Rohingya refugee Mohamed Jabair, 21, poses for a photograph to show burns on his bodies, which he said he sustained when his house was set on fire in Myanmar, at Kutupalang refugee camp, near Cox's Bazar in Bangladesh, October 17, 2017. Knocked unconscious and badly burned, Jabair was carried by his brother and others for four days to Cox's Bazar. "I was blind for many weeks and admitted to a government hospital in Cox's Bazar for 23 days. I was frightened that I would be blind forever," he said. Jabair said money sent by relatives in Malaysia had run out and he could no longer afford treatment. REUTERS/Jorge Silva SEARCH "ROHINGYA INJURIES" FOR THIS STORY. SEARCH "WIDER IMAGE" FOR ALL STORIES.
Rohingya refugee Ansar Allah, 11, poses for a photograph at Leda refugee camp in Bangladesh, October 15, 2017. Allah showed a large, livid scar - the result of a gunshot wound. "They sprayed us with bullets, as our house was burning," his mother Samara said. "It was a bullet half the size of my index finger," she said, before adding, "I can't stop thinking, why did God put us in that dangerous situation?" REUTERS/Jorge Silva SEARCH "ROHINGYA INJURIES" FOR THIS STORY. SEARCH "WIDER IMAGE" FOR ALL STORIES.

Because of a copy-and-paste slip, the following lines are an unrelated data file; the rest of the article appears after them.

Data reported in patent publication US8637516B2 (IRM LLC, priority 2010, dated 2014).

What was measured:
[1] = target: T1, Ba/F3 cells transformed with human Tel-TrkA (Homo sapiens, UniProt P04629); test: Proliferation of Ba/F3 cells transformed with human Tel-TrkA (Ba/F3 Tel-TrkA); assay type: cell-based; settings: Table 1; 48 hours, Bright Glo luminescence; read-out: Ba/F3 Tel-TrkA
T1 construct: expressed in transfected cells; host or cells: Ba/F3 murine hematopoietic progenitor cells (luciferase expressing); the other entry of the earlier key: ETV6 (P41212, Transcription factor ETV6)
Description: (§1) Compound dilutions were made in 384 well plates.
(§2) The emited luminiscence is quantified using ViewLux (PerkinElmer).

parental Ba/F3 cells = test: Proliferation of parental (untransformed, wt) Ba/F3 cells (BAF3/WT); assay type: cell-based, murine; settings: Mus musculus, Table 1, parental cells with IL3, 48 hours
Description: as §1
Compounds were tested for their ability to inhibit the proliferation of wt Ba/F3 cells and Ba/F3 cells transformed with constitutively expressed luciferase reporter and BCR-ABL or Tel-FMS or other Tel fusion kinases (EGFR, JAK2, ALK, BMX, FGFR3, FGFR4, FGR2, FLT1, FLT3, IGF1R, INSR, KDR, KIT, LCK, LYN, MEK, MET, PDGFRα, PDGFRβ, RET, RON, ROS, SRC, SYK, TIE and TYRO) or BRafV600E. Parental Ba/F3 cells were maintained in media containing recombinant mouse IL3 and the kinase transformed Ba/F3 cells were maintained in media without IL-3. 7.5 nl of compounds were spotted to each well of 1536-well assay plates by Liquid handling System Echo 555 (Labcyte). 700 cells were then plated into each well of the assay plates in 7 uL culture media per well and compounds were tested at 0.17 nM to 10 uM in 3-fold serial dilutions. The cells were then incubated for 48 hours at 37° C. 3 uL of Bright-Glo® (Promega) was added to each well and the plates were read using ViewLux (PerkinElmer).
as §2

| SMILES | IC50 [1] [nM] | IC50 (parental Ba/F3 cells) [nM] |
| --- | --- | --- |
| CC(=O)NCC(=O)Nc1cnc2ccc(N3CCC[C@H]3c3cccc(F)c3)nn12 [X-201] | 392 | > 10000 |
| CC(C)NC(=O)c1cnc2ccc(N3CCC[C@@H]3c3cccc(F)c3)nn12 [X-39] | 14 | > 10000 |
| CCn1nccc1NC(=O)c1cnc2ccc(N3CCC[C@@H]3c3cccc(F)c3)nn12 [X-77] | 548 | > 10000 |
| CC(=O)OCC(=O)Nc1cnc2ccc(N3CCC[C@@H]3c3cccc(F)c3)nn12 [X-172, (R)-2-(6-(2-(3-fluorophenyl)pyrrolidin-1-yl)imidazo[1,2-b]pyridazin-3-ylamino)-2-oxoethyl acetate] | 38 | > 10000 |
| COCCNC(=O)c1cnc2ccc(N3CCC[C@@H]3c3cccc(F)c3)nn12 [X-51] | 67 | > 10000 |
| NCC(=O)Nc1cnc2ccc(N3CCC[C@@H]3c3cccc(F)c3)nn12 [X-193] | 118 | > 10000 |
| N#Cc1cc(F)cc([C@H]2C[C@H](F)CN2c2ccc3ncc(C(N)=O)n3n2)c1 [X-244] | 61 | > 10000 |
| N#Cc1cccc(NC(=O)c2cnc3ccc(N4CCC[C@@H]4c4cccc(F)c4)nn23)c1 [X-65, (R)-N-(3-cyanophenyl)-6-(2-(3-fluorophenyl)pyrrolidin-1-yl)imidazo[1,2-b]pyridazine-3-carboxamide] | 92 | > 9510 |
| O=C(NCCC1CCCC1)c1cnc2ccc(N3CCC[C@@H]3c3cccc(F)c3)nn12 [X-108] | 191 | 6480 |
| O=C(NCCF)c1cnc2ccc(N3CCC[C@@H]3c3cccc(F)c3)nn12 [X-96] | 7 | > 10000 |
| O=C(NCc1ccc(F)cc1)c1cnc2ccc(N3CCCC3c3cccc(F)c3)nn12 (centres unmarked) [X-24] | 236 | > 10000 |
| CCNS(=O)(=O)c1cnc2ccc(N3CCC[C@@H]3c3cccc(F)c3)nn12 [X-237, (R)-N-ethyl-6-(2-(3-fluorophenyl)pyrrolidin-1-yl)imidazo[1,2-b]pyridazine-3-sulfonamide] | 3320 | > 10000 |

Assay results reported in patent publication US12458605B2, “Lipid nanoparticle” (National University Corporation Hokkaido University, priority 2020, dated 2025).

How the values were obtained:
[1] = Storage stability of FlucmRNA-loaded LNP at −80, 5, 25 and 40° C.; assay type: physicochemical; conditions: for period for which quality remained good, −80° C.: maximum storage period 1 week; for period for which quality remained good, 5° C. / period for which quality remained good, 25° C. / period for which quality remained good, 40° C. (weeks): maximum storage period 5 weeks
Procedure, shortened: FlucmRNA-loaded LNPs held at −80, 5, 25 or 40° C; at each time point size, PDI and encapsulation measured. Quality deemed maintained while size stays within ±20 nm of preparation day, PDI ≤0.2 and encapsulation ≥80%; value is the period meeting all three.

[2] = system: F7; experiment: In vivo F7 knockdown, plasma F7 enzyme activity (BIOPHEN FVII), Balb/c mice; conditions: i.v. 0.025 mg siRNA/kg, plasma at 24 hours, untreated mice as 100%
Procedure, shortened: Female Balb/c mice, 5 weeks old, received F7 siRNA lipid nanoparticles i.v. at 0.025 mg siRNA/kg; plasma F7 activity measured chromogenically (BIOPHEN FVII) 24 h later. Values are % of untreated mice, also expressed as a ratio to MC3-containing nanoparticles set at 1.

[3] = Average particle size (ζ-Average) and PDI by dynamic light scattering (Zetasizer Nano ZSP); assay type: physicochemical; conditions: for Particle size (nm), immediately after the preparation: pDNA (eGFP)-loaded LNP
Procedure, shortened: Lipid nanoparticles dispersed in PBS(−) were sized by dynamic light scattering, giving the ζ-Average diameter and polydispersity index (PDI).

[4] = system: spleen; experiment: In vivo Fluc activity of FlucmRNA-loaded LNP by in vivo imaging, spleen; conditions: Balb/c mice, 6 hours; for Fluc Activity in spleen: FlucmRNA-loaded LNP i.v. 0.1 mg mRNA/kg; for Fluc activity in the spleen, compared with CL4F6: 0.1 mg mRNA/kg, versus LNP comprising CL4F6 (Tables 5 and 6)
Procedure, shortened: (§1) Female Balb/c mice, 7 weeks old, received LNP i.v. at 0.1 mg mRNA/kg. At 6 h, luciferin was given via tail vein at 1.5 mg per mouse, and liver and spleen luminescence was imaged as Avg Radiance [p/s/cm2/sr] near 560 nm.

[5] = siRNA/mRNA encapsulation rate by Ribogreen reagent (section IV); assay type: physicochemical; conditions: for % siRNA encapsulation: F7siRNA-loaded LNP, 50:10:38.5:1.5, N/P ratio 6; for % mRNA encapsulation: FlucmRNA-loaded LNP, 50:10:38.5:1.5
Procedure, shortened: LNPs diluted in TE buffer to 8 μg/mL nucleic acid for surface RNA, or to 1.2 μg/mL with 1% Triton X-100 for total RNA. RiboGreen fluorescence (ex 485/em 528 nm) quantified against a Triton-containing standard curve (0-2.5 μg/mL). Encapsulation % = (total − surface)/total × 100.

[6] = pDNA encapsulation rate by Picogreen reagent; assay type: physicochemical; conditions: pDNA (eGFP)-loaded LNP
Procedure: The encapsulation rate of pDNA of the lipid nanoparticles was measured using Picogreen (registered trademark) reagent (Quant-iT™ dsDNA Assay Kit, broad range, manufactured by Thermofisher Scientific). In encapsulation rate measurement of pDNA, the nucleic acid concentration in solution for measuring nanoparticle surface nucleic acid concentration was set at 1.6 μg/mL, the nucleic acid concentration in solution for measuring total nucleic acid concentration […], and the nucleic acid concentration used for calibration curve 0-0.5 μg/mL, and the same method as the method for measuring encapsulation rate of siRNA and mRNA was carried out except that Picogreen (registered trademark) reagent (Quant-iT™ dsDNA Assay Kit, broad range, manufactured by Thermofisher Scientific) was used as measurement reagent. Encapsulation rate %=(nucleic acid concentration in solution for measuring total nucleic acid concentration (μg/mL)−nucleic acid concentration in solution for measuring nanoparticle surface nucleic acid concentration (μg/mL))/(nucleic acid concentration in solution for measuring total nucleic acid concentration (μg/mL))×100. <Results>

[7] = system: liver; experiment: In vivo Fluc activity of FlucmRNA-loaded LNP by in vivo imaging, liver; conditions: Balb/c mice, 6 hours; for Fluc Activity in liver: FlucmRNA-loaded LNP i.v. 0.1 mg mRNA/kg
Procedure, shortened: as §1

Rohingya refugee Kalabarow, 50, poses for a photograph at Leda refugee camp, in Bangladesh, October 15, 2017. Kalabarow said her husband, daughter and one son were killed when soldiers fired on her village in Maungdaw. She was hit in her right foot. She lay where she fell, pretending to be dead, for several hours before a grandson found her. During their 11-day journey to Bangladesh, a village doctor amputated her infected foot and four men carried her on a stretcher made of bamboo and a bedsheet. "As we walked through the forest, we saw burnt villages and dead bodies. I thought we would never be safe," she said. REUTERS/Jorge Silva SEARCH "ROHINGYA INJURIES" FOR THIS STORY. SEARCH "WIDER IMAGE" FOR ALL STORIES. TPX IMAGES OF THE DAY
Mohammed Shoaib, 7, who was shot on his chest before crossing the border from Myanmar in August, shows his injury outside a medical centre after seeing a doctor, at Kutupalong refugee camp near Cox?s Bazar, Bangladesh November 5, 2017. REUTERS/Adnan Abidi TPX IMAGES OF THE DAY